Marshmallows and the Reverse Mortgage Line of Credit Growth

Delayed gratification is the principle that resisting a SMALLER reward today may lead to a LARGER reward later. Yet how many people are really willing to wait for something better?

Consider the famous Stanford Marshmallow Experiments conducted in the early 1970s. Children were offered one marshmallow immediately, but two marshmallows if they waited only 15 minutes to consume it. According to Wikipedia, “In follow-up studies, the researchers found that children who were able to wait longer for the preferred rewards tended to have better life outcomes, as measured by SAT scores, educational attainment, body mass index (BMI), and other life measures.”

The children ONLY had to wait 15 minutes for their reward to double. How much harder is it for many homeowners to wait approximately 10 years for their available reverse mortgage funds to double? But, research shows it is indeed worth the wait.

Line of Credit Growth

The growth associated with the federally insured reverse mortgage is one of the hidden gems of the Home Equity Conversion Mortgage (HECM) program. For those homeowners who obtain a reverse mortgage as soon as they are eligible (62), and leave the funds in the line of credit (LOC), their delayed gratification comes in the form of guaranteed growth.

Reverse Mortgage LOC Growth

The LOC grows at current interest rates, which means many homeowners should want their interest rates to rise. It is also very secure, as the Federal government guarantees that those funds will be available to homeowners as long as they occupy their homes and abide by program guidelines. The LOC will never be frozen, reduced, or even eliminated if home values decline. In other words, you can trust the one who distributes the marshmallows.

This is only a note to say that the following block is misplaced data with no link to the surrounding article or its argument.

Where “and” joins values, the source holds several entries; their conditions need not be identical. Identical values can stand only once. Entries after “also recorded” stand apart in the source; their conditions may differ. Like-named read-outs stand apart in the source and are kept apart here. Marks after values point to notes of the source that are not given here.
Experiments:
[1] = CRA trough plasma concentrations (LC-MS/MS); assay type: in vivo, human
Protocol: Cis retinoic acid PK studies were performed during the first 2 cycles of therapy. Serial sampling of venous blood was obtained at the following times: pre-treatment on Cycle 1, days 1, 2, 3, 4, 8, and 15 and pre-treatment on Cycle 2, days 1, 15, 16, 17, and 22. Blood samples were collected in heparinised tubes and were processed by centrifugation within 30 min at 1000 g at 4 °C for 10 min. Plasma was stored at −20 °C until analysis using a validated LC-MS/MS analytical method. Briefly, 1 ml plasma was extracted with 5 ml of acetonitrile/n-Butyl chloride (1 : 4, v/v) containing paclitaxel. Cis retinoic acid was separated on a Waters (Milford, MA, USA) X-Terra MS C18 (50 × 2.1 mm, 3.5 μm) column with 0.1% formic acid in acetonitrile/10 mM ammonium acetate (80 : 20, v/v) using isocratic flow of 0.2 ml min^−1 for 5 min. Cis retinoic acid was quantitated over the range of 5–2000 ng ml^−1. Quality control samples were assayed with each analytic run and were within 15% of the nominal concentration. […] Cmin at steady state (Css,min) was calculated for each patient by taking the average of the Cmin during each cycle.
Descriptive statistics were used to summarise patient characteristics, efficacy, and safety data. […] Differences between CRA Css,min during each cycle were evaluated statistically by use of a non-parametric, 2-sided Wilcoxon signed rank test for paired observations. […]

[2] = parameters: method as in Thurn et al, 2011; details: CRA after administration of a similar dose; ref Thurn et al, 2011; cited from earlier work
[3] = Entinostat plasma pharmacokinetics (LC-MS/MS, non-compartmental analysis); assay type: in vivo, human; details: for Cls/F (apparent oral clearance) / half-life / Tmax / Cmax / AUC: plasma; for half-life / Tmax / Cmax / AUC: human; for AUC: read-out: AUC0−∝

Social Security Delays

Delaying Social Security has a similar benefit. Imagine an 8% increase in monthly benefit each year delayed until age 70. Yet, according to data from the Social Security Administration only 1.1% of men and 1.7% of women are willing or able to wait until age 70 to draw file for their benefits.

If reverse mortgages are so great, why is nationwide use of the program down?

Again, it is built for delayed gratification. The reverse mortgage is a great planning tool, but it is no longer designed for reckless massive cash draws upfront. For example, until September of 2009, homeowners could access a percentage of their homes value that was roughly equivalent to their age. A homeowner, age 62, would qualify for 62.5% of his/her home value, and a 95 year old would qualify for 90%. How can any homeowner resist that kind of immediate gratification? Reverse mortgage advertising was unnecessary because homeowners willingly drew large sums, knowing they could never owe more than the home’s value.

In 2013, however, the updated “New Reverse Mortgage” installed restrictions on how much can be drawn upfront. A homeowner may have an initial principal limit of $200,000, but unless he/she is paying off a large loan balance, that homeowner will likely have access to only $120,000 (60%) in the first year. The additional $80,000 (40%) is generally kept in the growing line of credit. These regulatory changes became a form of forced delayed gratification.

The reverse mortgage has been refined over the years, and is very attractive for many types of retirement planning needs. Nevertheless, it is now unattractive as a massive cash-out refinance tool, as the product was once used.

Several years of research has shown that mathematically, it does not make sense to wait to obtain a reverse mortgage. It does, however, make sense to get one as early as possible, and not draw from the available funds until later… if you can resist.

Those children who resisted the marshmallows in 1972 will be eligible for a Home Equity Conversion in approximately 13 years. If I were a betting man, I would wager that they will have significant home equity, are more likely to delay social security, and will enjoy watching their reverse mortgage line of credit grow every month.

If you want to learn more about the strategic use of home equity in retirement, please subscribe to my blog and purchase my book, Understanding Reverse.

Dan Hultquist

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